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National Geographic Teacher Resources

Our classroom materials are designed in a modular system, with activities as the base unit. An activity will fill one class period, while a lesson (a collection of activities) can fill up to a week of class time. Units (collections of lessons) are designed for longer periods of time. Read More

Understanding Society and Natural Resources

In this edited volume, which is now available in entirety online, leading scholars from different disciplinary backgrounds wrestle with social science integration opportunities and challenges. This book explores the growing concern of how best to achieve effective integration of the social science disciplines as a means for furthering natural resource social science and environmental problem solving. The chapters provide an overview of the history, vision, advances, examples, and methods that could lead to integration. Read More

Active Climate Legislative Commissions and Executive Branch Advisory Groups

This map shows states with government bodies that study the impacts of climate change and recommend policies for mitigation and adaptation. Read More

EPA's Response to the Petitions to Reconsider the Endangerment and Cause or Contribute Findings for Greenhouse Gases under Section 202(a) of the Clean Air Act

This set of volumes is a response by the EPA to ten petitions filed to challenge the determination that climate change is real. The EPA dismisses the petitioners’ claims, reiterating the evidence of anthropogenic global climate change. Read More

Annual Report on the Environment, the Sound Material-Cycle Society and the Biodiversity 2009

The white paper on comprehensive environmental policy describes the role of Japan’s economy in a sound global environment. In the first part, the report describes current the environmental conditions of the Earth and of Japan, human activities in Japan and overseas, their environmental impacts, and the pathway to the environmental century. The second part of the white paper reports on various measures. Read More

The Turn from Reactive to Responsive Environmentalism: The Wilderness Debate, Relational Metaphors, and the Eco-Phenomenology of Response

A shift is occurring in environmentalism to a post-metaphysical understanding of the human relationship to nature. Stemming from developments within the wilderness debate, ecofeminism, and eco-phenomenology, the old dichotomy between John Muir’s tradition of privileging nature and Gifford Pinchot’s tradition of privileging society is giving way to a relational paradigm that privileges neither. The starting point for this involves articulating the ontology of relationship anew. Insofar as the dominant metaphors of nature and their complimentary narratives present a choice between the agency of the human or the natural worlds, they encourage one-sided or “reactive” relationships to the world. By contrast, developments sensitive to the mutual agency between them encourage “responsive” relationships. The relational metaphors of “partnership” (Merchant) and “dialogue” (Plumwood) are prominent examples. The idea of “nonhuman agency,” however, is counter-intuitive and problematic. The works of Buber, Heidegger, and Merleau-Ponty suggest a model of “mutual response” rather than “mutual agency.” Read More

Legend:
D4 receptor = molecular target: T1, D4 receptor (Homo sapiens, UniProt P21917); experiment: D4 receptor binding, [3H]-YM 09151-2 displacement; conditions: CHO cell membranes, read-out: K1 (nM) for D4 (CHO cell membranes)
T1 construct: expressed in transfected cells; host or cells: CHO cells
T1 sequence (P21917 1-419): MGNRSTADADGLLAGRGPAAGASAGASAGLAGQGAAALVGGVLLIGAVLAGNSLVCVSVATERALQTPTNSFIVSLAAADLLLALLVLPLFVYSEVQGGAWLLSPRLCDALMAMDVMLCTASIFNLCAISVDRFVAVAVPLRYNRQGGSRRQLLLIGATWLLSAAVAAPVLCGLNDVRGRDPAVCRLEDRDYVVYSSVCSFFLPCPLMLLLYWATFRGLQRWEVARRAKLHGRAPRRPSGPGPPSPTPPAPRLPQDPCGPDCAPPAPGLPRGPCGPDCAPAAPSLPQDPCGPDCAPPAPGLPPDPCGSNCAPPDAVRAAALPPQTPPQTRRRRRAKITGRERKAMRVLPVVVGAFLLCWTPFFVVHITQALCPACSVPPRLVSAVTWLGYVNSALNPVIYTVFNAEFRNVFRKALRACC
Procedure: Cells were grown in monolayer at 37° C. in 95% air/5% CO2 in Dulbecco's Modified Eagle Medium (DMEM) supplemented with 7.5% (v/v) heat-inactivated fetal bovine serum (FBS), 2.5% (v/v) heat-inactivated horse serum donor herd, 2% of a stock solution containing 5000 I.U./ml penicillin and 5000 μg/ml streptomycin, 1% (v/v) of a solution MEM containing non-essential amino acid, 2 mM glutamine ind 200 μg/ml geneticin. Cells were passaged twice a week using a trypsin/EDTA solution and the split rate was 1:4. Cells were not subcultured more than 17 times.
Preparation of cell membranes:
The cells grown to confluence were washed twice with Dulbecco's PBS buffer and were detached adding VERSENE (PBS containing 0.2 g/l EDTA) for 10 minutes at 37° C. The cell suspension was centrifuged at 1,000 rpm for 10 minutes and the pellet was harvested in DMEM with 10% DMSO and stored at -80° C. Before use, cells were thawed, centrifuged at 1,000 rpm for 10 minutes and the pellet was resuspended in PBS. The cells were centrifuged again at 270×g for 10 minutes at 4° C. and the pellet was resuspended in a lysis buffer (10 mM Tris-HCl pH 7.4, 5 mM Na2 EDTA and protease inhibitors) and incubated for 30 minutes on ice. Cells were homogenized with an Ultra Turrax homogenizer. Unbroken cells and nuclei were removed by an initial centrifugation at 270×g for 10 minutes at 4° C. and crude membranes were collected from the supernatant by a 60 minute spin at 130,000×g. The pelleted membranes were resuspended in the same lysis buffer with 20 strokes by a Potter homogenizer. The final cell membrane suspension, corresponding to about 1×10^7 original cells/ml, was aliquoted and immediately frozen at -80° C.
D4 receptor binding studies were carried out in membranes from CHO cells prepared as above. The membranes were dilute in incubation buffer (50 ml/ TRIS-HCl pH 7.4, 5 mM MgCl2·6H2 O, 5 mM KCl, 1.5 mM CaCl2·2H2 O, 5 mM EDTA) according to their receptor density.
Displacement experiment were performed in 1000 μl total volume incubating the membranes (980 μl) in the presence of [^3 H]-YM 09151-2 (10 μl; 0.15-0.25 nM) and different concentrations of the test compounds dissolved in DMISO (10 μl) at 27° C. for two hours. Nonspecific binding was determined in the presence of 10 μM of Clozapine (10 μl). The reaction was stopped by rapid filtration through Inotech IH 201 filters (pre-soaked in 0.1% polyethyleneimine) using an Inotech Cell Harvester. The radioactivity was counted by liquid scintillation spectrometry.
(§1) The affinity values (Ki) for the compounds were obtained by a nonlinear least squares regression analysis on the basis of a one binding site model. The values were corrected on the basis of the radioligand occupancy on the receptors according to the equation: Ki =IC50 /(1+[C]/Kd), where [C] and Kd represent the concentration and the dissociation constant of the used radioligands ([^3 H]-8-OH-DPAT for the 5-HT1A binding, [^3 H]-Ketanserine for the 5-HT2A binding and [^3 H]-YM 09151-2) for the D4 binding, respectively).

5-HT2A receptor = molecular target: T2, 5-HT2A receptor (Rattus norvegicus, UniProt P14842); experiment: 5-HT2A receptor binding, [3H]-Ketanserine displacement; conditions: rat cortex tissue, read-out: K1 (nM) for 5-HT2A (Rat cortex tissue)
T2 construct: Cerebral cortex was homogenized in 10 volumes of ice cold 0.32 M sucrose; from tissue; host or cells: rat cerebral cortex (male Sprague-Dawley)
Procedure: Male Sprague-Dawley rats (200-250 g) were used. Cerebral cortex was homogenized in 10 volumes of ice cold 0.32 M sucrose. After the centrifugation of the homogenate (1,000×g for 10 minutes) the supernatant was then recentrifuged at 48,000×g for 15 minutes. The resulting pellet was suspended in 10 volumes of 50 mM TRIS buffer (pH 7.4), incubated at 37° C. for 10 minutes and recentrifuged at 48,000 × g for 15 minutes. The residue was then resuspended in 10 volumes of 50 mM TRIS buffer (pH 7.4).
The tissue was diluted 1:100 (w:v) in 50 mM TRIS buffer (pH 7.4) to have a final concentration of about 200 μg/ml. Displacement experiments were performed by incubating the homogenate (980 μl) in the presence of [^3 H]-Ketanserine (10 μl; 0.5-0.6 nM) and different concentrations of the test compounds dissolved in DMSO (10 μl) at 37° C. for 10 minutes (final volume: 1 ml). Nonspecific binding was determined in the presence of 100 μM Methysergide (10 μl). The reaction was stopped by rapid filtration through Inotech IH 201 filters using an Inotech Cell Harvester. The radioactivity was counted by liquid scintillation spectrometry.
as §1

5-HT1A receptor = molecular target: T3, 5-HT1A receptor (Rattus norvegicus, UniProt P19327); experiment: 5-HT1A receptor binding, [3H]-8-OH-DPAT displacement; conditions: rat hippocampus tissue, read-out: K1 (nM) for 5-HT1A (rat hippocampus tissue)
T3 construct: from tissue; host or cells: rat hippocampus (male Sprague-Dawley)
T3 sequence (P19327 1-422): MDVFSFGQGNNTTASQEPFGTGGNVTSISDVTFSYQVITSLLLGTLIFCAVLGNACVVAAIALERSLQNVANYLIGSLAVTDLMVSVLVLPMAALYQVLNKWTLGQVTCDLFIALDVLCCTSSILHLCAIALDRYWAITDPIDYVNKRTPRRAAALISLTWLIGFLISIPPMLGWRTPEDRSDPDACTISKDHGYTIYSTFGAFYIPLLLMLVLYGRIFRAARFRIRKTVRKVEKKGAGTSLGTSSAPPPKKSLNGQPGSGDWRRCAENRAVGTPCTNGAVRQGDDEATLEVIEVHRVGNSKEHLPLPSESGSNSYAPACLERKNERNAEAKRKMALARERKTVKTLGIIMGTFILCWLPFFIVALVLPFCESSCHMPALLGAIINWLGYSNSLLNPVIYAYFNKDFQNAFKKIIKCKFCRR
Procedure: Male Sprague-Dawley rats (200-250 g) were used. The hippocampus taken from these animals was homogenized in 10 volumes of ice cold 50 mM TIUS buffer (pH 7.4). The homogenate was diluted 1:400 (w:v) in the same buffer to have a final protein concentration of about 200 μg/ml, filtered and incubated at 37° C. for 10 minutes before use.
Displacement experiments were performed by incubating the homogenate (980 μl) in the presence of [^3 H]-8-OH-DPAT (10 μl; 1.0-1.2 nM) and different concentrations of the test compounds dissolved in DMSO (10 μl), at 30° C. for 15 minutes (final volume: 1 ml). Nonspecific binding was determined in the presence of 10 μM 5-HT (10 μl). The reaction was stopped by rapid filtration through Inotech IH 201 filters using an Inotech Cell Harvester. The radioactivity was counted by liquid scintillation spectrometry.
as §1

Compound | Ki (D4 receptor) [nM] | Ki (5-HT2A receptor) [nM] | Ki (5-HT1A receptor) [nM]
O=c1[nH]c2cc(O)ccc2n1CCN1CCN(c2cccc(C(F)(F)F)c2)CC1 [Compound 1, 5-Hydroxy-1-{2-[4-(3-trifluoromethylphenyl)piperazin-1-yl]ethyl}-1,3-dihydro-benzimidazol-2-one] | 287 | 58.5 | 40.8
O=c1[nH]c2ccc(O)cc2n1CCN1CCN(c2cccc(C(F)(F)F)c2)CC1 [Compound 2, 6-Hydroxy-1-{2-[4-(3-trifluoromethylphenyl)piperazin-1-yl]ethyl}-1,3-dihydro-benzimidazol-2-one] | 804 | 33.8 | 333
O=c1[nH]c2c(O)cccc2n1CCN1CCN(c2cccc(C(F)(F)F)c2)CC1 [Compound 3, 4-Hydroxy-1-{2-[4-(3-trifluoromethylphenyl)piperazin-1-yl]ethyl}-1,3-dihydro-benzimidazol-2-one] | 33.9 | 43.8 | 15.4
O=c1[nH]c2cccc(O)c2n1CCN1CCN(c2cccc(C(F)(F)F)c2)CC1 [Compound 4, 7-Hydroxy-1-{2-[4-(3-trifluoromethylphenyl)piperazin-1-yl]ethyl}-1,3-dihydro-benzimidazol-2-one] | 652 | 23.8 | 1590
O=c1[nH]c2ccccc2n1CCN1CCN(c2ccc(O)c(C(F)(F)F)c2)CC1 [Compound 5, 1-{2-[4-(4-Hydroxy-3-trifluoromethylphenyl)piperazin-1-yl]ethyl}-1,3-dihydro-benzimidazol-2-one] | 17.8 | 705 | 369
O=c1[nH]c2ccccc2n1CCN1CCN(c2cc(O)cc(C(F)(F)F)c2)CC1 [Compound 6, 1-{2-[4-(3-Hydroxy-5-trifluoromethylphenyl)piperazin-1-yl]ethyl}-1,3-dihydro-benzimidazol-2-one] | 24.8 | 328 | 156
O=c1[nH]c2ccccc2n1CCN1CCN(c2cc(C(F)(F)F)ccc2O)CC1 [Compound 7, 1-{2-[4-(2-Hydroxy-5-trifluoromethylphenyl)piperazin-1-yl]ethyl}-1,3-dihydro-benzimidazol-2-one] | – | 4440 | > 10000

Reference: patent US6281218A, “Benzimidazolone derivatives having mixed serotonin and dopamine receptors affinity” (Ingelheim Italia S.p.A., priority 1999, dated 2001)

Psychology and Global Climate Change: Addressing a Mutifaceted Phenomenon and Set of Challenges

This report examines the role of the field of psychology in understanding and dealing with global climate change. The report explores the psychological drivers for contributing to climate change and the psychological barriers to action in response to the threat of climate change. The report makes policy recommendations based on its findings. Read More

Climate and Global Change Interagency Inventory Data Sheet

The Climate and Global Change Interagency Inventory Data Sheet (dtd August 2002) is a working document that includes information provided by federal agencies regarding their climate and global change research activities. The data differ in some respects from information reported in the Fiscal Year (FY) 2002 and FY 2003 editions of Our Changing Planet, the annual U.S. Global Change Research Program report to Congress. Some of these discrepancies are the result of differences between requested and enacted levels of funding. In addition, some programs in the President’s FY03 request as part of CCRI were not labeled as CCRI programs in the inventory. (links posted 5 December 2002) Read More

Annual Report on the Environment in Japan 2005

The annual report describes the environment of Japan in FY 2004. It includes an overview on efforts to build a Low Carbon Society, as well as the environmental issues and environmental conservation measures led by the Japanese government. Read More

Annual Report on the Environment in Japan 2004

The annual report includes an overview of the diffusion of environmentalism in Japan and the world during FY 2003. The report details the environmental issues and the environmental conservation measures by the Japanese government in FY 2003. Read More


EERL's mission is to be the best possible online collection of environmental and energy sustainability resources for community college educators and for their students. The resources are also available for practitioners and the public.


EERL is a product of a community college-based National Science Foundation Center, the Advanced Technology Environmental and Energy Center (ATEEC), and its partners.

Contact ATEEC 563.441.4087 or by email ateec@eicc.edu